The next witness for the state was W.W. McKenzie, under-sheriff of Yellowstone county. He testified that he was in the county attorney's office on the morning of October 21, 1933, when a statement was read to the defendant. Some corrections were made in it at the defendant's "instigation," the witness said. The defendant was asked if he would sign the statement, but he declined to do so. McKenzie then said defendant was asked by the deputy county attorney "whether the statement was true or not; whether it was the truth, and he said it was."

When the writing was offered in evidence as State's Exhibit 6, Mr. McKenzie, being interrogated by defendant's counsel, said, "No, Mr. Lechner and I were testifying to separate occurrences. No, sir, I was not present at the time Mr. Lechner has testified about this morning. No, sir, he was not present at the time I have just testified about." Objection was then made in behalf of defendant to the introduction of the proposed exhibit upon the foundation laid, for the reason that it was not competent; "the exhibit being in the form of an alleged confession, and there being nothing to justify its admission at the present time." Thereupon the judge said the exhibit would be received in evidence except the first paragraph, which was not admissible, and he "had marked it out in pencil on the first page" (the pencil lines did not in the least obscure the legibility of the matter sought to be stricken); he also observed that "where it says the witness signed — that is not admissible in evidence; the last part is not." (That portion was cut from the writing.) With these alterations the writing was read in evidence over the objection of the defendant, counsel saying: "There is nothing whatever to warrant the admission of the same in evidence." The part stricken out in pencil by the court reads as follows:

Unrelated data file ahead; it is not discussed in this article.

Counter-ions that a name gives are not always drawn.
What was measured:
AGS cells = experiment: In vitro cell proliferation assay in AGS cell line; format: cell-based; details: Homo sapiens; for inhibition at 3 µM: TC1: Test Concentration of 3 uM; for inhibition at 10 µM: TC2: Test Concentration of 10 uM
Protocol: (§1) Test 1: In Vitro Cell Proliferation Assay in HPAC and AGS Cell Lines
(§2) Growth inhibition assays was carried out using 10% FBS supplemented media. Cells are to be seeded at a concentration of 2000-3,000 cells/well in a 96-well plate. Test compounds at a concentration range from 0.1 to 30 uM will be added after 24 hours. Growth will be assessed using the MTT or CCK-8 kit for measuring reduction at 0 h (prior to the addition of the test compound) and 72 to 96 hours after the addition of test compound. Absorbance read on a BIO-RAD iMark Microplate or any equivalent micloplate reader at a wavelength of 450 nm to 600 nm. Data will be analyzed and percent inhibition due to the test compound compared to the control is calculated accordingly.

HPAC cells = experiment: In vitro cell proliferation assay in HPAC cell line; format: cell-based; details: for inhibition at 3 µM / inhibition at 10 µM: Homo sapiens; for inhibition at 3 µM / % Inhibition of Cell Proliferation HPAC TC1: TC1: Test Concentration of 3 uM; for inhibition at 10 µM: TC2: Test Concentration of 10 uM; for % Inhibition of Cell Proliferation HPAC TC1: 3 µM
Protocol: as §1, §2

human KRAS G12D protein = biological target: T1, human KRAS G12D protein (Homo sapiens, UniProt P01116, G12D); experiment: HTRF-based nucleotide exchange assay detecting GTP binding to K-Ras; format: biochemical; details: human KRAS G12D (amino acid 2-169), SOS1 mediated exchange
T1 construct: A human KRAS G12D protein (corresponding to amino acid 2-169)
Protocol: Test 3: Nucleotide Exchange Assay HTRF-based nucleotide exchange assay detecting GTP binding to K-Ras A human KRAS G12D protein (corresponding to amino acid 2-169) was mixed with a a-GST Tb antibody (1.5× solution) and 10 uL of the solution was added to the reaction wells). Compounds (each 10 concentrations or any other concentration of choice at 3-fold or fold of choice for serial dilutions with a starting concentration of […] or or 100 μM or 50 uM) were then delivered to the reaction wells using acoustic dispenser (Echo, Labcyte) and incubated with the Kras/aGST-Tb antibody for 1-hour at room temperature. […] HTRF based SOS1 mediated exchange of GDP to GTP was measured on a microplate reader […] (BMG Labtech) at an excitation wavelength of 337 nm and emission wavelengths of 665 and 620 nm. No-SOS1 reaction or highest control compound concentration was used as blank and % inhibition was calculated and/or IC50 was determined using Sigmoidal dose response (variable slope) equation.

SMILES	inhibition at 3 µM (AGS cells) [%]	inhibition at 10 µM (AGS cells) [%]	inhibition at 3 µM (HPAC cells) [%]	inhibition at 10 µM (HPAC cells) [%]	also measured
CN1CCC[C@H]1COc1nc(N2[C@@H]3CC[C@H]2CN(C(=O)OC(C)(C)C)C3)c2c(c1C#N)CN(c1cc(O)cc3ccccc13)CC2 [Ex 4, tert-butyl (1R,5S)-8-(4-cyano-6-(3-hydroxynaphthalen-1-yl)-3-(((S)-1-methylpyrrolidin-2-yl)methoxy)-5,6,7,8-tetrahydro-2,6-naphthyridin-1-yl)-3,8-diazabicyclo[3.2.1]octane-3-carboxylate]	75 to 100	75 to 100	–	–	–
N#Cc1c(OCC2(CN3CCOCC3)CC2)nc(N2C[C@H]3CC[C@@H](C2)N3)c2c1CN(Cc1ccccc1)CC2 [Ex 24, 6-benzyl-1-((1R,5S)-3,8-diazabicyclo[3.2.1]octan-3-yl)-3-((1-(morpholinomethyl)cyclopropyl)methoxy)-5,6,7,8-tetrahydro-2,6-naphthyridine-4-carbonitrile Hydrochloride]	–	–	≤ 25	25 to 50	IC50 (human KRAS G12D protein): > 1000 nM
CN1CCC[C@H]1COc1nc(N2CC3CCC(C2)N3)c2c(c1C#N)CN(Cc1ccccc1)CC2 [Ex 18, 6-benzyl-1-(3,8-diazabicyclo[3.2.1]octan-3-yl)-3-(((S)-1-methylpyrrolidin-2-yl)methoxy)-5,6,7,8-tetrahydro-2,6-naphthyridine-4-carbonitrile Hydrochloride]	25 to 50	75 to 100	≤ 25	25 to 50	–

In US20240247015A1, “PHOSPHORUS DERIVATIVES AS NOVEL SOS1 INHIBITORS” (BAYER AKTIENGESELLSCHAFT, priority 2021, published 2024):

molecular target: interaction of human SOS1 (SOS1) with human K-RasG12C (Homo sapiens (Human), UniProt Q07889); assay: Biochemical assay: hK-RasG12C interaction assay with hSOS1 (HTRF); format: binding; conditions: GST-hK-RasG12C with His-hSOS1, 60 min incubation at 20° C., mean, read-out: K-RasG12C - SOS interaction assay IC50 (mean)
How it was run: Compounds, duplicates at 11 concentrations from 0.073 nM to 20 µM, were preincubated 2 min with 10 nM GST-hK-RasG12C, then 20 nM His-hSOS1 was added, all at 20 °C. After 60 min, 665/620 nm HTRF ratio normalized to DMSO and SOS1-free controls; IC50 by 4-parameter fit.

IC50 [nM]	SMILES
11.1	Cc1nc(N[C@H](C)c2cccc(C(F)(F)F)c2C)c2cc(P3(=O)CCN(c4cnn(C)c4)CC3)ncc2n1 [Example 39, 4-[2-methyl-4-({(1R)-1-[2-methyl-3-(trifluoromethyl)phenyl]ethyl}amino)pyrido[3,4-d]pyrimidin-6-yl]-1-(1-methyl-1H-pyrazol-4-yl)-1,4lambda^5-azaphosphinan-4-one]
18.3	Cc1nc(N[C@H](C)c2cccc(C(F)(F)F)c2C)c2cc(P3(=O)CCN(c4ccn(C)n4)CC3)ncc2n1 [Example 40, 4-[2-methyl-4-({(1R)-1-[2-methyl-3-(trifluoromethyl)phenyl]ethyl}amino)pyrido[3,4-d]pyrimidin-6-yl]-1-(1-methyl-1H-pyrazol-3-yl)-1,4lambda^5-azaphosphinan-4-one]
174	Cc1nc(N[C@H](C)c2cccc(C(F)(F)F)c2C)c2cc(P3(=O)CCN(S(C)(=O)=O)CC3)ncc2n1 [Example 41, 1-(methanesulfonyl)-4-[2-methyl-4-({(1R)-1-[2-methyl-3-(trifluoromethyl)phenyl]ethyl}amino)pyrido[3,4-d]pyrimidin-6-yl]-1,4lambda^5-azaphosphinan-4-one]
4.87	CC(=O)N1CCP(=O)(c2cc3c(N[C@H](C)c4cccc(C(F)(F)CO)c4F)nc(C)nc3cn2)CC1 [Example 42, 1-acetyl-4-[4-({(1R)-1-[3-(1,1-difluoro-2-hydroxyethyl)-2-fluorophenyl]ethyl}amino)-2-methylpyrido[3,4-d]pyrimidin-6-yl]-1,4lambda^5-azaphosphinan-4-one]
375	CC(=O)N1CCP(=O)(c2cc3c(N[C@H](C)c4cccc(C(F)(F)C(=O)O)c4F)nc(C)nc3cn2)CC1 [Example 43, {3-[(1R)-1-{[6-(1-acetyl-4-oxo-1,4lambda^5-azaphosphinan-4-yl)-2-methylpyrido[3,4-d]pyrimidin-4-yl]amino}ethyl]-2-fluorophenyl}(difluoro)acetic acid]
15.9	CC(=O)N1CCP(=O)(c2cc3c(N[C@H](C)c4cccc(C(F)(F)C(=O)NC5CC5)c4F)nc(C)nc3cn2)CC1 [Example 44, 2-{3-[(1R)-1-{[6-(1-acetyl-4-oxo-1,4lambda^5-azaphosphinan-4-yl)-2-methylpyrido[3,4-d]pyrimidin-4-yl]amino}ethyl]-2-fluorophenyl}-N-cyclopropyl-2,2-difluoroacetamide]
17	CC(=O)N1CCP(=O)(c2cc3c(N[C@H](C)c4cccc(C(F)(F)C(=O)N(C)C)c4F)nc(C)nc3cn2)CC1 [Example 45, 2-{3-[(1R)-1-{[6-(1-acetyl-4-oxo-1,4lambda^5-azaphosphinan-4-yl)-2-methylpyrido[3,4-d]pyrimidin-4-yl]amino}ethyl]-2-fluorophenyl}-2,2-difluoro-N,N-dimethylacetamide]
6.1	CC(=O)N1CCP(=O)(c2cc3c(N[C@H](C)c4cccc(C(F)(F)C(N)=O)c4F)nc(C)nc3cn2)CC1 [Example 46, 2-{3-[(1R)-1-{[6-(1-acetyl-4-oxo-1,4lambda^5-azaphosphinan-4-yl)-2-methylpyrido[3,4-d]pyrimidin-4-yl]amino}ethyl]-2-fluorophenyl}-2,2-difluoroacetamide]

"State of Montana, County of Yellowstone, ss.

"Ronald Crighton, being first duly sworn and being first duly advised by the assistant county attorney of his constitutional rights and not being promised immunity or any inducement whatever, makes the following statement of his own free will:"

After the writing, except those parts which were "stricken out" by the court, was read to the jury, the witness McKenzie said there was "nothing else in particular that he knew about the case other than he had testified to." Upon cross-examination he said, "Mr. Crighton refused to sign the document that had been read to the jury. Mr. Lechner was not there at the time I was there; no, sir. I think that was a day or two after Mr. Lechner was in there, no one else was there besides myself; Mr. Saveresy and Mr. Crighton. Mr. Demel was not there."

Exhibit No. 6 purports to contain a pretty full narration of the activities of the defendant during the seven or eight years he was acquainted with Edna Haynes. He said the two lived together as man and wife in Williston, North Dakota, for four or five years. He supported her, and they lived together just the same as man and wife. They had a little trouble once in a while, but she never left him. He told her several times if she wanted to leave, to settle up and she could leave, but she did not. She wanted to start a party house, so he gave her the money, about $100 or more. He said, referring to the Sunday before the difficulty, "When we came up here Sunday we got along fine. I wanted her to go back with me on this trip, but she said `No.' It kind of seemed suspicious to me then, so I doubled back and I arrived here Tuesday, October 19, 1933." He then went on to describe what he had seen in the house, and that he went back again on Friday night, October 20, about midnight.

All of the writing, except toward the end, is in narrative form. Some alterations appear in the declaration, but what particular ones defendant authorized we cannot say from the record. Therein he referred to Edna Haynes as his common-law wife. He said he figured they would be getting married some day. In answer to the question, "Was there anything said between you that you would take her as your wife and live together as man and wife to the end?" he answered they talked something about it, but she never agreed to it. "We never came to any agreement between us that we would live together as man and wife." (As to the materiality of this statement concerning consent to enter the marriage relation, see sec. 5695, Rev. Codes 1921; Shepherd Pierson Co. v. Baker, 81 Mont. 185, 262 P. 887; Welch v. All Persons, 85 Mont. 114, 278 P. 110.) He gave his version of how he came to enter the house and of his having hit Smalley with the pistol; then he said, "Fearing that he was getting mad and might hurt someone he got in his car, went to south bridge and threw the pistols in the river."